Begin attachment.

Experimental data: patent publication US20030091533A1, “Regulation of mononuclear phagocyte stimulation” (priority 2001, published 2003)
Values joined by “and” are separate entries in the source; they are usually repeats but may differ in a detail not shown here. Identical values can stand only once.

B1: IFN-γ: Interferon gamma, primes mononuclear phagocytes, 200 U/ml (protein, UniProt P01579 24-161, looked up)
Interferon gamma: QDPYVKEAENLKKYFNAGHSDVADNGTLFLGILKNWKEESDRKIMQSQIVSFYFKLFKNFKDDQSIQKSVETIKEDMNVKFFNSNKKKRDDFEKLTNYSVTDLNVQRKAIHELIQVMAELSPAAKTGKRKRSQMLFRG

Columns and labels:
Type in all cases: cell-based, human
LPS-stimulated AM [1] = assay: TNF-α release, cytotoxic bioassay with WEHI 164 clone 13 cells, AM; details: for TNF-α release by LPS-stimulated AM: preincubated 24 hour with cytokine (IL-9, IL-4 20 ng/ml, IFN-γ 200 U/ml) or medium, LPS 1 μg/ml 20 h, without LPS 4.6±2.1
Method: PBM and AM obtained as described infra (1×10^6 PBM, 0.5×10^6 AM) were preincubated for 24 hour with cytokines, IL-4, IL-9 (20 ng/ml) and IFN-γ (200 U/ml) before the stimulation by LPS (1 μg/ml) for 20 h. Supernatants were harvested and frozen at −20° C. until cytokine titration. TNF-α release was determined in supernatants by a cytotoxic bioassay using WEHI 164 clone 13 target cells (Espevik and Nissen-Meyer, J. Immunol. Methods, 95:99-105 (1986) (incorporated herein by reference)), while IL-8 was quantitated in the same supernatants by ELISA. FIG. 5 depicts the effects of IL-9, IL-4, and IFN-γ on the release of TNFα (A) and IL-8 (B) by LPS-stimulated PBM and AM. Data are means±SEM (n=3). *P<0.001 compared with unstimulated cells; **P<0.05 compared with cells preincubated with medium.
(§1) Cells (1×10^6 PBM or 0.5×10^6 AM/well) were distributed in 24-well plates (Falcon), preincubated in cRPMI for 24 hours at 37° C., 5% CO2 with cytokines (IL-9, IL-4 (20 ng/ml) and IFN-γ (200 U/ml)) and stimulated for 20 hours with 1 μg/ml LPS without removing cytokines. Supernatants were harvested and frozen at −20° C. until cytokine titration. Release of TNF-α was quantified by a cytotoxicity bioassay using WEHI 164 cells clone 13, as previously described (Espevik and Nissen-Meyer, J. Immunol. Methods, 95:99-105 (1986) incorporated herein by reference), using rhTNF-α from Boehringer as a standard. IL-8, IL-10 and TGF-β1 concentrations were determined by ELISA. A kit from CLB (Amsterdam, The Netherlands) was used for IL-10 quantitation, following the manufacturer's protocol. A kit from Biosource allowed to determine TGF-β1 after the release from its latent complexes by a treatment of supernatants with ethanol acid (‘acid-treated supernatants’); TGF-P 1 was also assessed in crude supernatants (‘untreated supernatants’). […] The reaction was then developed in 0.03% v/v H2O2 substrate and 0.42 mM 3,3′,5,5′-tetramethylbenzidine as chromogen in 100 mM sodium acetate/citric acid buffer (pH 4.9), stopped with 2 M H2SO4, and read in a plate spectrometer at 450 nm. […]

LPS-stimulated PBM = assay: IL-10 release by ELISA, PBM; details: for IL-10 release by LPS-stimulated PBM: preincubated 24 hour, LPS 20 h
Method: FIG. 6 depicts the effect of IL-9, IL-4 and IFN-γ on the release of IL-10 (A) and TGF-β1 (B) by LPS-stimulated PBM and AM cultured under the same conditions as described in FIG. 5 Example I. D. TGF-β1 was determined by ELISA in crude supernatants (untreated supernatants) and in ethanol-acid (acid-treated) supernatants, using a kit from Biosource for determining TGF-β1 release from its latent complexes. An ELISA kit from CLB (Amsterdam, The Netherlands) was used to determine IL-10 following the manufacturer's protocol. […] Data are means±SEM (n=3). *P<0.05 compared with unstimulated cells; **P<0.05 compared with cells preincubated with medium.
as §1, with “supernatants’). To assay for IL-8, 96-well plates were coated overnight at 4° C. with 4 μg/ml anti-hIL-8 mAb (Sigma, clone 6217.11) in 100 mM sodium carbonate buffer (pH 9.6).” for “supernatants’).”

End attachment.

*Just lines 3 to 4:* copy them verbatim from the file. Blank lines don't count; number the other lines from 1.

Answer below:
B1: IFN-γ: Interferon gamma, primes mononuclear phagocytes, 200 U/ml (protein, UniProt P01579 24-161, looked up)
Interferon gamma: QDPYVKEAENLKKYFNAGHSDVADNGTLFLGILKNWKEESDRKIMQSQIVSFYFKLFKNFKDDQSIQKSVETIKEDMNVKFFNSNKKKRDDFEKLTNYSVTDLNVQRKAIHELIQVMAELSPAAKTGKRKRSQMLFRG